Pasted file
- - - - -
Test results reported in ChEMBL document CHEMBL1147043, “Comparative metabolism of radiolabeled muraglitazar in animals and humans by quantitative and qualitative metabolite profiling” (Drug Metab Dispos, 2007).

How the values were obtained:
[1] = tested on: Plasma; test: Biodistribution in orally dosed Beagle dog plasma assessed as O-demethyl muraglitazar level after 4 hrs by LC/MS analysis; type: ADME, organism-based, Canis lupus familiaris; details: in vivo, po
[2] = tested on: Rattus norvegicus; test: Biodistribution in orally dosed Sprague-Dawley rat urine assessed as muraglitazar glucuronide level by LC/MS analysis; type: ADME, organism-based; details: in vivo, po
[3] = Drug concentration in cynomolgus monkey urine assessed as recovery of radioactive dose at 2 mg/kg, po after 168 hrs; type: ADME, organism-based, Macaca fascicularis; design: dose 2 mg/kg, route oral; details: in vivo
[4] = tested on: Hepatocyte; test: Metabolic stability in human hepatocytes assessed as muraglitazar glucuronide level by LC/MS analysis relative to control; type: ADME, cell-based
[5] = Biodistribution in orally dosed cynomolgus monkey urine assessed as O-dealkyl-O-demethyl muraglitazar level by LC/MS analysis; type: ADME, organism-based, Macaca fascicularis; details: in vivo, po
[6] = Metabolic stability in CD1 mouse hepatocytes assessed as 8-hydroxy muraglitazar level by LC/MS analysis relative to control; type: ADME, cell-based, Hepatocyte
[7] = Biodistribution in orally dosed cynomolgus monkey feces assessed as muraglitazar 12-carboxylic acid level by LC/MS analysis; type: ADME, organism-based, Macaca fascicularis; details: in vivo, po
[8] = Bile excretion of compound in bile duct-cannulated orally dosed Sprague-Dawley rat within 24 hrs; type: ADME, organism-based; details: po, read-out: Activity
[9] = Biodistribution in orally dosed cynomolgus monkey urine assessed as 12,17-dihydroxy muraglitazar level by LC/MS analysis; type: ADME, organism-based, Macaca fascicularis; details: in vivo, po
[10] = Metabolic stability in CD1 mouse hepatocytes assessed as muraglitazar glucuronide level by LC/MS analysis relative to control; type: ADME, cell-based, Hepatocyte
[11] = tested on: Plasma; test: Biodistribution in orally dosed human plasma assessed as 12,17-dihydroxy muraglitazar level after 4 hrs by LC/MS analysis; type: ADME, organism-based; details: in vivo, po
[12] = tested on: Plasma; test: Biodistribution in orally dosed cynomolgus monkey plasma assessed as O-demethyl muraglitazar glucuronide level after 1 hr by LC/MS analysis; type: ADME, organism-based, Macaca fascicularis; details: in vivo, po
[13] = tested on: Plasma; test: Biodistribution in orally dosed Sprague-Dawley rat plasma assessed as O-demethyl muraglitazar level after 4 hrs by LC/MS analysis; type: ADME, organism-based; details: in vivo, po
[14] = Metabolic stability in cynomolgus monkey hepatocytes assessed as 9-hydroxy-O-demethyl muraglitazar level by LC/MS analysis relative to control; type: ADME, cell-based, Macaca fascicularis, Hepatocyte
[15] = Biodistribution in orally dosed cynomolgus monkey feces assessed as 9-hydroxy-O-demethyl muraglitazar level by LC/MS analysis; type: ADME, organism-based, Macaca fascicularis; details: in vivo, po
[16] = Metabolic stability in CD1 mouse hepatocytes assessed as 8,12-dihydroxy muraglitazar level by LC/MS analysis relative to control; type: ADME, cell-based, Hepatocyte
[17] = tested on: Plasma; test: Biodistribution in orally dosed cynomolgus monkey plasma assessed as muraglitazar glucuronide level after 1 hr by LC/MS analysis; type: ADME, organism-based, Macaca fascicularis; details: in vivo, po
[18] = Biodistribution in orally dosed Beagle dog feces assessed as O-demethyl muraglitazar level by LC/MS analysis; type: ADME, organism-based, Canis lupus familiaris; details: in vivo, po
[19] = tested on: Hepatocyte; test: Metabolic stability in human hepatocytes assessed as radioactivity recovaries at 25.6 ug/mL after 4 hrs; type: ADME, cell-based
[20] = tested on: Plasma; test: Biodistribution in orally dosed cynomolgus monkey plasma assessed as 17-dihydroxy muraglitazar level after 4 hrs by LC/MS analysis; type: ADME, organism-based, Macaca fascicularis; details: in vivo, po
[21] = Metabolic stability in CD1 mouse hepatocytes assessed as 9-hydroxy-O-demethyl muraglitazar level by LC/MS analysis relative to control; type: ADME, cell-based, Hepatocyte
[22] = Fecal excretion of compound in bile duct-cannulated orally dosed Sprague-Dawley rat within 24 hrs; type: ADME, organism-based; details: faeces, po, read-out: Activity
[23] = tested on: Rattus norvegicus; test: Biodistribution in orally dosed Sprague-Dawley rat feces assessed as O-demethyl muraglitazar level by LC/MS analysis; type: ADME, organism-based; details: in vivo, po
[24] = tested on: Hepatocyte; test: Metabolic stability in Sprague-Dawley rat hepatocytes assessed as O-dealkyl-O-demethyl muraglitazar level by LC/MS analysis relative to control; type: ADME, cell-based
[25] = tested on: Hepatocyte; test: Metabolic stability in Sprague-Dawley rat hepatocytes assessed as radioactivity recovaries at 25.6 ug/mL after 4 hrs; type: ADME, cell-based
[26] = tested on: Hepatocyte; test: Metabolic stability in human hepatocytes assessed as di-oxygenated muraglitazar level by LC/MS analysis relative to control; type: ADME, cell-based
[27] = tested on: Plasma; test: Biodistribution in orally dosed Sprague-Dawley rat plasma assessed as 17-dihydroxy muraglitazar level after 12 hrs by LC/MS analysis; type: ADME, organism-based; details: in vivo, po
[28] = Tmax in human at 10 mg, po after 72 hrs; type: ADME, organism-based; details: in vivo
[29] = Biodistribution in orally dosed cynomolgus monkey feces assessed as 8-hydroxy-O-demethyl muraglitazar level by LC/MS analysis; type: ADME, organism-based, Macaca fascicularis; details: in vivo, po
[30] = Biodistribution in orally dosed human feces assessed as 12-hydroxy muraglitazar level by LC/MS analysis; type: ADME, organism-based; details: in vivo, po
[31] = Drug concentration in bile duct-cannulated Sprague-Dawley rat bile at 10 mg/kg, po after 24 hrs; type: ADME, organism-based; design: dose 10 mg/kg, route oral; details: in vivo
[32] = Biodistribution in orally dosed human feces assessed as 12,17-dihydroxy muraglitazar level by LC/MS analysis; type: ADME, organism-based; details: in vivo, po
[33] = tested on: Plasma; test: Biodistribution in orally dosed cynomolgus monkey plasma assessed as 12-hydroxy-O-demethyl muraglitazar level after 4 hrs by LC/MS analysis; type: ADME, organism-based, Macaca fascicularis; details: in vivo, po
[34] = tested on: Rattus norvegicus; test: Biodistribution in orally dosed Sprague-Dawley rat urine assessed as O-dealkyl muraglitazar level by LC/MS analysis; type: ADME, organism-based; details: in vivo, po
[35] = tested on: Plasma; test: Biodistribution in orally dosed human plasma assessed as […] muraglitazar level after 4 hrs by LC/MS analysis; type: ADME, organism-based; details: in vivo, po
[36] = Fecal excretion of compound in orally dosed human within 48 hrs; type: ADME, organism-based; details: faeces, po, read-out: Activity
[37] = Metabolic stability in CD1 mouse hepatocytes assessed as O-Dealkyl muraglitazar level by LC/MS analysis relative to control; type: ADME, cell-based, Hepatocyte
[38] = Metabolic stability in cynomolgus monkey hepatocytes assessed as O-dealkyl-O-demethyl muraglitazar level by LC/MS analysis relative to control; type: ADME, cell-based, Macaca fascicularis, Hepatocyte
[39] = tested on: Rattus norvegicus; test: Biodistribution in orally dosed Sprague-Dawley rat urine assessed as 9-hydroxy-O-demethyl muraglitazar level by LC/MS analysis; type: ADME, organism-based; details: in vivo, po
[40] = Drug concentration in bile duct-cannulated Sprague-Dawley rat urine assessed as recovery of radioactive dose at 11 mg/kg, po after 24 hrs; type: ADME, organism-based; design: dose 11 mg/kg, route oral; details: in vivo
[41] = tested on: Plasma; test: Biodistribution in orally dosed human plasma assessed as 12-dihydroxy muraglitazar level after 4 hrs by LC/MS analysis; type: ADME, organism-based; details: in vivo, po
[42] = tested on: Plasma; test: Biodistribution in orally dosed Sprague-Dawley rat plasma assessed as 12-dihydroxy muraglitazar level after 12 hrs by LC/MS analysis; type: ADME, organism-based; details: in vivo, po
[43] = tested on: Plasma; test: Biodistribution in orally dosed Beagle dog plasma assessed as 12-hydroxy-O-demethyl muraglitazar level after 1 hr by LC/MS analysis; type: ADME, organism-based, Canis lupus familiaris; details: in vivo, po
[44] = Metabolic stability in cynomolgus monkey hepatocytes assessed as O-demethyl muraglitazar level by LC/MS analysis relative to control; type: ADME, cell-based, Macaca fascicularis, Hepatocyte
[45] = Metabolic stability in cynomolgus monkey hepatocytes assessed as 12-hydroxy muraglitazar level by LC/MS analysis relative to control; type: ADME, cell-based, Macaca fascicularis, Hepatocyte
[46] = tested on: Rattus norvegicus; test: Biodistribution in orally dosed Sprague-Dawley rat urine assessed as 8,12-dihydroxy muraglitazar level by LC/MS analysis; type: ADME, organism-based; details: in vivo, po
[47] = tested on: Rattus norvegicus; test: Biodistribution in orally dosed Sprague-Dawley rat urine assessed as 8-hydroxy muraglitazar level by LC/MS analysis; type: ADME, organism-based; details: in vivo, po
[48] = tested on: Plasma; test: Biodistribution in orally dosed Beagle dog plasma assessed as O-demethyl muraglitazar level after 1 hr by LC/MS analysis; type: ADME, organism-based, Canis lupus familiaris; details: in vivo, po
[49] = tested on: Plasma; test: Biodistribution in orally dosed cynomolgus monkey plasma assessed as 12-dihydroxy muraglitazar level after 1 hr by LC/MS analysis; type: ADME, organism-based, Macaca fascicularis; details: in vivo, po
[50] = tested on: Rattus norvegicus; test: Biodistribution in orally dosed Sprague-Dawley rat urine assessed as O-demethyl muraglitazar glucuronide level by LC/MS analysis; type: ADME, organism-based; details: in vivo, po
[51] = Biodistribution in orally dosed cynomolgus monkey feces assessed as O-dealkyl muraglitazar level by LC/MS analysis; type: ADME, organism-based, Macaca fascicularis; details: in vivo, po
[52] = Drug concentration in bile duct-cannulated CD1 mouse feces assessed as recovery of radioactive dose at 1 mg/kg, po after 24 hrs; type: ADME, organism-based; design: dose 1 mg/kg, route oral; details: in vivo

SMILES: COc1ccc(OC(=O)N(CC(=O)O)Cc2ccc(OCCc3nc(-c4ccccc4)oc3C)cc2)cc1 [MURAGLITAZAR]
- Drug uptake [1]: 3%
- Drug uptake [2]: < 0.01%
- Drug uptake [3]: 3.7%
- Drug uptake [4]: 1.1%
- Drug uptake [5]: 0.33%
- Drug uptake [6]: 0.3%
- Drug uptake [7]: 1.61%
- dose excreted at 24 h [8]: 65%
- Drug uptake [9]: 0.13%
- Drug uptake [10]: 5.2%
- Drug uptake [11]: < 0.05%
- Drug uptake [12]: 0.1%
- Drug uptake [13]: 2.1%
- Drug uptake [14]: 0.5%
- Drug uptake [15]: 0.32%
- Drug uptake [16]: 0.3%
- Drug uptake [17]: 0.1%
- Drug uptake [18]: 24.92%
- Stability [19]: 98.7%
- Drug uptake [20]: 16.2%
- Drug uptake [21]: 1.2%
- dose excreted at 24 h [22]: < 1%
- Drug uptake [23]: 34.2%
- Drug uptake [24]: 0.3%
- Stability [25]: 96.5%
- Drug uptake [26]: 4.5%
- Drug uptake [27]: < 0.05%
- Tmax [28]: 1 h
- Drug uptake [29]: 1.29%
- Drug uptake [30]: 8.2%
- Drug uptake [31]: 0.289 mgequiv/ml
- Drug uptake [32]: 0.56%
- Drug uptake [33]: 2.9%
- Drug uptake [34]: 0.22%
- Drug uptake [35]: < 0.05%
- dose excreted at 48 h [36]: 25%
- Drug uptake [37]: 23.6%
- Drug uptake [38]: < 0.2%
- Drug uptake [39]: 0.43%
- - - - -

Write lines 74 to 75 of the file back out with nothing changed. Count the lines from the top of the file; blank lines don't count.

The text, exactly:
- Stability [19]: 98.7%
- Drug uptake [20]: 16.2%